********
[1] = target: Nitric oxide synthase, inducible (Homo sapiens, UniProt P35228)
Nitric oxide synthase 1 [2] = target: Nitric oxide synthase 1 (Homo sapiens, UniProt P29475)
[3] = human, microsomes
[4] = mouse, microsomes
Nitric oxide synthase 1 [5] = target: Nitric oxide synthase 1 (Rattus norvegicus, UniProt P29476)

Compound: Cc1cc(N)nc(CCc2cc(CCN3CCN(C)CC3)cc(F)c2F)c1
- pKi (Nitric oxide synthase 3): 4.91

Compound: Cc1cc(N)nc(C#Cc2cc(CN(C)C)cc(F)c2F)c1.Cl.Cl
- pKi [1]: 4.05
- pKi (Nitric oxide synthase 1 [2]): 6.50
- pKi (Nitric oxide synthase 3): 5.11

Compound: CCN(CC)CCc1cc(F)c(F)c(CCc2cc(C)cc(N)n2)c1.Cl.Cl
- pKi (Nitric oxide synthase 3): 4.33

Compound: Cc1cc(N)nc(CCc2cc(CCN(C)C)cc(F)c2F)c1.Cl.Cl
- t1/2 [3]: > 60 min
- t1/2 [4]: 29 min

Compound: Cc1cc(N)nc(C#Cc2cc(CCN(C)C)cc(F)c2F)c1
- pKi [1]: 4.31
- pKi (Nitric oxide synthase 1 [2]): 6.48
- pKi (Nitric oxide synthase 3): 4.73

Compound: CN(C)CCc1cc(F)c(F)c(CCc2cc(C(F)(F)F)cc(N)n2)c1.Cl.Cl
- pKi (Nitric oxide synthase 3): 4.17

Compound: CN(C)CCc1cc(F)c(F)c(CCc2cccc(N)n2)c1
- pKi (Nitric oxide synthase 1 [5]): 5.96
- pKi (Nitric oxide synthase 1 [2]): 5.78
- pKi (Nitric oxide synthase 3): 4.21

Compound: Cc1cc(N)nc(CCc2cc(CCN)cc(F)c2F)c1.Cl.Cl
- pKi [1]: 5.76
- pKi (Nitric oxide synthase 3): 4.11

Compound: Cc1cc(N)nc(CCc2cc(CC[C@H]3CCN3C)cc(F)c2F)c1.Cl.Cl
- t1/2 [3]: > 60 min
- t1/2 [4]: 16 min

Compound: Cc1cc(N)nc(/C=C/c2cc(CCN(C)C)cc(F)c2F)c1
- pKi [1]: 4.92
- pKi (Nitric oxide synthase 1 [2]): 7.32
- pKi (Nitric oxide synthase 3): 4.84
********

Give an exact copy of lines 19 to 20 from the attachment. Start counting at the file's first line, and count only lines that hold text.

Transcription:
- pKi (Nitric oxide synthase 1 [2]): 6.48
- pKi (Nitric oxide synthase 3): 4.73